by DAVID AXE
In a few pointed words, U.S. Secretary of Defense Robert Gates challenged six decades of U.S. Navy tradition. “Do we really need eleven carrier strike groups for another 30 years when no other country has more than one?” Gates said at the Navy League Sea-Air-Space Exposition in Washington, D.C. on March 3.
Paul McLeary, a reporter for Defense Technology International, described the audience of industry officials and naval officers nearly “chok[ing] on their lunch of beef and fish.”
Since the U.S. Navy flattops helped scour the Pacific Ocean of Japanese forces in World War II, big-deck aircraft carriers have dominated America’s at-sea defense planning, its shipbuilding budgets and even its maritime culture. The problem is, potential enemies, unable to match carrier-for-carrier with the Americans, have devised ways to “asymmetrically” undermine U.S. maritime superiority.
“No one intends to bankrupt themselves by challenging the us to a shipbuilding competition,” Gates said to his shocked audience. “Instead, potential adversaries are investing in weapons designed to neutralize U.S. advantages — to deny our military freedom of action while potentially threatening America’s primary means of projecting power: our bases, sea and air assets, and the networks that support them.”
Asymmetric threats Gates cited range from Hezbollah’s anti-ship missiles — one of which disabled an Israeli corvette during the 2006 Lebanon war — as well as Iran’s “ballistic and cruise missiles, anti-ship missiles, mines, and swarming speedboats in order to challenge our naval power in that region.”
Gates also referred, in veiled terms, to China’s increasingly sophisticated near-shore surveillance-and-missile defense complex. “At the higher end of the access-denial spectrum, the virtual monopoly the U.S. has enjoyed with precision guided weapons is eroding — especially with long-range, accurate anti-ship cruise and ballistic missiles that can potentially strike from over the horizon.”
The sum of these innovative and low-cost threats is the looming obsolescence of the U.S. Navy carrier force. Against a clever enemy, “a Ford-class carrier plus its full complement of the latest aircraft would represent potentially a $15-to-$20 billion set of hardware at risk,” Gates said.
At the same time that asymmetric threats are eroding the Navy’s conventional superiority, irregular threats — pirates, smugglers and extremists — represent a growing threat that can’t be countered by multi-billion-dollar warships. “The nature of war in the 21st century pushes us toward smaller, more diffuse weapons and units that increasingly rely on a series of networks to wage war,” Gates said.
“Any future plans must address these realities,” Gates asserted. And that bring me to the third and final issue: the budget. … [W]e have to accept some hard realities. American taxpayers and the Congress are rightfully worried about the deficit. … [W]e have to ask whether the nation can really afford a Navy that relies on $3-to-6-billion destroyers, $7-billion submarines, and $11-billion carriers.”
“We simply cannot afford to perpetuate a status quo that heaps more and more expensive technologies onto fewer and fewer platforms — thereby risking a situation where some of our greatest capital expenditures go toward weapons and ships that could potentially become wasting assets.”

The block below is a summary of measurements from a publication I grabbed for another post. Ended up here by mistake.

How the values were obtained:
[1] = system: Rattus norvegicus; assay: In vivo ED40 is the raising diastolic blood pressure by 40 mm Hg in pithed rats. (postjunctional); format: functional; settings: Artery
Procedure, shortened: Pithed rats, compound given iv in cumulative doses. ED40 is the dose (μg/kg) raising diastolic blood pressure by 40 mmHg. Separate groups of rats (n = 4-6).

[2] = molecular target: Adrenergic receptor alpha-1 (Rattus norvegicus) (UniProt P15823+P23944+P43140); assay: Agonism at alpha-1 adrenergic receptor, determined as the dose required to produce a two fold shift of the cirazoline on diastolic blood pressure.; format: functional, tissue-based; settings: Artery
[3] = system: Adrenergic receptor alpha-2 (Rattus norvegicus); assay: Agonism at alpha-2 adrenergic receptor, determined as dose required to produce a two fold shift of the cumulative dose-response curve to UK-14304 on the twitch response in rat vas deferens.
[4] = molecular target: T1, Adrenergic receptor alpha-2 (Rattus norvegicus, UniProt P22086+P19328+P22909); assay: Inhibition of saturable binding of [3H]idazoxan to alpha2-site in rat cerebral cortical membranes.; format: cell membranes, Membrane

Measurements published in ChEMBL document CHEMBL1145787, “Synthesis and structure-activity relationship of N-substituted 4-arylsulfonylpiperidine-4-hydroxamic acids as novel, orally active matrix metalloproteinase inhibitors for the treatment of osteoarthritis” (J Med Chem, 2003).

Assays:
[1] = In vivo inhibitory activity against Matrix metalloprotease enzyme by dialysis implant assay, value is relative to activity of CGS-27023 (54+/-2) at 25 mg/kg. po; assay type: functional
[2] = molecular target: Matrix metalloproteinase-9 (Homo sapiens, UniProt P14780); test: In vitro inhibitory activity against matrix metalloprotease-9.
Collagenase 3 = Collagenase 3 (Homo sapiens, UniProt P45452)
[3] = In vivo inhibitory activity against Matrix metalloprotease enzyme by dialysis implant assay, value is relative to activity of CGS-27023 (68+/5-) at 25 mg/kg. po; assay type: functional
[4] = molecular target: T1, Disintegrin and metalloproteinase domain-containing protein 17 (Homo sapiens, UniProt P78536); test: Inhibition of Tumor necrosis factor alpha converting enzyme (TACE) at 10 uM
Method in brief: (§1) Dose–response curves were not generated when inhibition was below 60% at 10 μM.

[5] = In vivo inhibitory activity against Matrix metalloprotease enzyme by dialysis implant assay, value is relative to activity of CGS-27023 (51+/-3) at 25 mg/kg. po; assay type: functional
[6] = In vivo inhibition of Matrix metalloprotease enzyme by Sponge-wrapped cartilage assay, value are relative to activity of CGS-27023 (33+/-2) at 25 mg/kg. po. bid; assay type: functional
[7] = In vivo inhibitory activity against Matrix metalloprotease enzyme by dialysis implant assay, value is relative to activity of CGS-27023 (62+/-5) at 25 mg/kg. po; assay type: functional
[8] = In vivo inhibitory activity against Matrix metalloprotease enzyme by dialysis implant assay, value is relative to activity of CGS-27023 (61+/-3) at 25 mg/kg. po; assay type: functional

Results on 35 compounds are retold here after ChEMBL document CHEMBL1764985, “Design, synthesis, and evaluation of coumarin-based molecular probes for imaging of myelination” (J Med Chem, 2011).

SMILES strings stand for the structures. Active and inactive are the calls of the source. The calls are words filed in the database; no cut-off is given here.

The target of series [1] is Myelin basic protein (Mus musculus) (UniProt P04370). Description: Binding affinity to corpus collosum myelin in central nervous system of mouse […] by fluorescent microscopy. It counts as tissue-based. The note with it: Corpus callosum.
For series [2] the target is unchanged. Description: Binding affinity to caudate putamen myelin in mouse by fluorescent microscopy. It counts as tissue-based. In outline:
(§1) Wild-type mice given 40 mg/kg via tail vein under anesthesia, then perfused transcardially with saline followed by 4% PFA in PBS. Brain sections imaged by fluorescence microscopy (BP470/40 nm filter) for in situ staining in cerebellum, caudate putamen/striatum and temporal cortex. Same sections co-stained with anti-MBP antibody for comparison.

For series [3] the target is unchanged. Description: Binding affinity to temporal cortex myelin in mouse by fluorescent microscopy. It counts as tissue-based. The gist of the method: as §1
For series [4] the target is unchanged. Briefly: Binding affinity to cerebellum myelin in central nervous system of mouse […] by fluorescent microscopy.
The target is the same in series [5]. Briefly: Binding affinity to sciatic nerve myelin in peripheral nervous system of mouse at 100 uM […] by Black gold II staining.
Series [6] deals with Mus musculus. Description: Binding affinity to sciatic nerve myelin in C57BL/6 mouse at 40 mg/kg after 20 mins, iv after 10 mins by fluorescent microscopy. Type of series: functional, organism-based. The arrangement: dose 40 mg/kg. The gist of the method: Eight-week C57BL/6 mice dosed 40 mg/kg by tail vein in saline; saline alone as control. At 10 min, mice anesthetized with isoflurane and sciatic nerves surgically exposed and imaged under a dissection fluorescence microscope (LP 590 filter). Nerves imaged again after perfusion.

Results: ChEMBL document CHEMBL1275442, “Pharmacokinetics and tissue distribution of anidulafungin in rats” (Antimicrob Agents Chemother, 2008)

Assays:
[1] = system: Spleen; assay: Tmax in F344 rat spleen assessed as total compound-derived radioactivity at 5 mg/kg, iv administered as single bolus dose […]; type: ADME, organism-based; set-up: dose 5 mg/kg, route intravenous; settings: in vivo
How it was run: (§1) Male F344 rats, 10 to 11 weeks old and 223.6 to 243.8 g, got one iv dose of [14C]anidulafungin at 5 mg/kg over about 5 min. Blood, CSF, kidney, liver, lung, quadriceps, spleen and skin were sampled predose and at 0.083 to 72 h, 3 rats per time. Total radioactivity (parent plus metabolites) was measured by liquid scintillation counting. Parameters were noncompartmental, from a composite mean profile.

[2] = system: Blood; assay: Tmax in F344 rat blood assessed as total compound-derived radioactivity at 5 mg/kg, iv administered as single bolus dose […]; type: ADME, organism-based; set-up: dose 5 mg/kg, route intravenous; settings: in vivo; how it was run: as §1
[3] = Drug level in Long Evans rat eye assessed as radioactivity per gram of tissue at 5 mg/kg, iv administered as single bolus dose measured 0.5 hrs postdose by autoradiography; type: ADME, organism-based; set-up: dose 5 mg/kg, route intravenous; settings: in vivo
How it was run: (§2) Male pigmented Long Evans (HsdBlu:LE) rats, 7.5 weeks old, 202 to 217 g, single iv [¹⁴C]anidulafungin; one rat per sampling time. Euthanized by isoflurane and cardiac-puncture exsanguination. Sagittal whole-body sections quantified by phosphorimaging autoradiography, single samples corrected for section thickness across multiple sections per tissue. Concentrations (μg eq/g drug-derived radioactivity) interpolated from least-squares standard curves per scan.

One Navy planner had anticipated Gates’ call for reform. Beginning last year, Captain Jerry Hendrix, a strategist at the Pentagon, began calling for the Navy to devote roughly 10-percent of its $15-billion-a-year shipbuilding budget to building a large number of small, inexpensive warships organized into “Influence Squadrons.” Each squadron would comprise around 10 ships and cost a billion dollars.
Swapping just one carrier group for Influence Squadrons would add perhaps 100 vessels to today’s 280-strong fleet. Breaking the fleet down into more, smaller vessels would reduce the risk of catastrophic strikes on singular, captial-intensive vessels … and would also allow the Navy to have ships in more place, simultaneously, to chase pirates and smugglers.
Not only would this fleet be more affordable and arguably more survivable, it might actually be a better fit for America’s role a stabilizing power. “What if presence … was actually the most critical naval mission?” Hendrix asked.
It’s not clear what Gates has in store for the Navy, but his earlier decisions might provide hints. In the past year, the secretary has curtailed the Air Force’s $60-billion F-22 stealth fighter program, canceled the Army’s $200-billion Future Combat Systems family of vehicles and axed all but three of the Navy’s $3-billion DDG-1000 stealth destroyers. While existing Navy plans do not project significant changes to the fleet for at least 30 years, Gates could resist those plans.
If he does, and if his comments this week form the basis of his alternative plan, the world’s largest and most powerful naval force might be on the cusp of profound change. The concentrated fleet of large, expensive vessels that emerged from World War II could give way to a more balanced fleet including large numbers of small, cheap ships.
If Gates is right about the threats facing the U.S. Navy, this new fleet would be more effective as well as more affordable. But reform means shaking up a culture, and the vast industry that caters to that culture. “I know as well as anyone that part of the problem lies outside the Defense Department,” Gates said. Changing the Navy means outlobbying the shipbuilding industry. That could turn out to be the fight of a lifetime.